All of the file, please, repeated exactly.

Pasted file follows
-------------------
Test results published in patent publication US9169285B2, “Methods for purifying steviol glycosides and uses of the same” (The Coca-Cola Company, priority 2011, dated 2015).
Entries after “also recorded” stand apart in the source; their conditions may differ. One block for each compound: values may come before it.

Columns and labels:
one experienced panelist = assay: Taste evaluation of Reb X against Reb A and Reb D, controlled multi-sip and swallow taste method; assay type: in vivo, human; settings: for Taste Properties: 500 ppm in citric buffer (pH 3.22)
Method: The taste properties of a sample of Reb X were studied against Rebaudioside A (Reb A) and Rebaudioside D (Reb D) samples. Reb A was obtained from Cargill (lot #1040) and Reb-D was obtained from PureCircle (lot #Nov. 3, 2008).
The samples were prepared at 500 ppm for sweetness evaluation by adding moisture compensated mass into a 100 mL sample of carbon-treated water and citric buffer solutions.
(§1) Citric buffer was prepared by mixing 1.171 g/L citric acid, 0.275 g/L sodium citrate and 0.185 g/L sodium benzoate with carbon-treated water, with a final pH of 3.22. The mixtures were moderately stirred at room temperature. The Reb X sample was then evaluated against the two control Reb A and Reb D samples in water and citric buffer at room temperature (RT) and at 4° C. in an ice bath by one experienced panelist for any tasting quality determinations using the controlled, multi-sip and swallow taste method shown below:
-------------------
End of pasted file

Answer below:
Test results published in patent publication US9169285B2, “Methods for purifying steviol glycosides and uses of the same” (The Coca-Cola Company, priority 2011, dated 2015).
Entries after “also recorded” stand apart in the source; their conditions may differ. One block for each compound: values may come before it.

Columns and labels:
one experienced panelist = assay: Taste evaluation of Reb X against Reb A and Reb D, controlled multi-sip and swallow taste method; assay type: in vivo, human; settings: for Taste Properties: 500 ppm in citric buffer (pH 3.22)
Method: The taste properties of a sample of Reb X were studied against Rebaudioside A (Reb A) and Rebaudioside D (Reb D) samples. Reb A was obtained from Cargill (lot #1040) and Reb-D was obtained from PureCircle (lot #Nov. 3, 2008).
The samples were prepared at 500 ppm for sweetness evaluation by adding moisture compensated mass into a 100 mL sample of carbon-treated water and citric buffer solutions.
(§1) Citric buffer was prepared by mixing 1.171 g/L citric acid, 0.275 g/L sodium citrate and 0.185 g/L sodium benzoate with carbon-treated water, with a final pH of 3.22. The mixtures were moderately stirred at room temperature. The Reb X sample was then evaluated against the two control Reb A and Reb D samples in water and citric buffer at room temperature (RT) and at 4° C. in an ice bath by one experienced panelist for any tasting quality determinations using the controlled, multi-sip and swallow taste method shown below: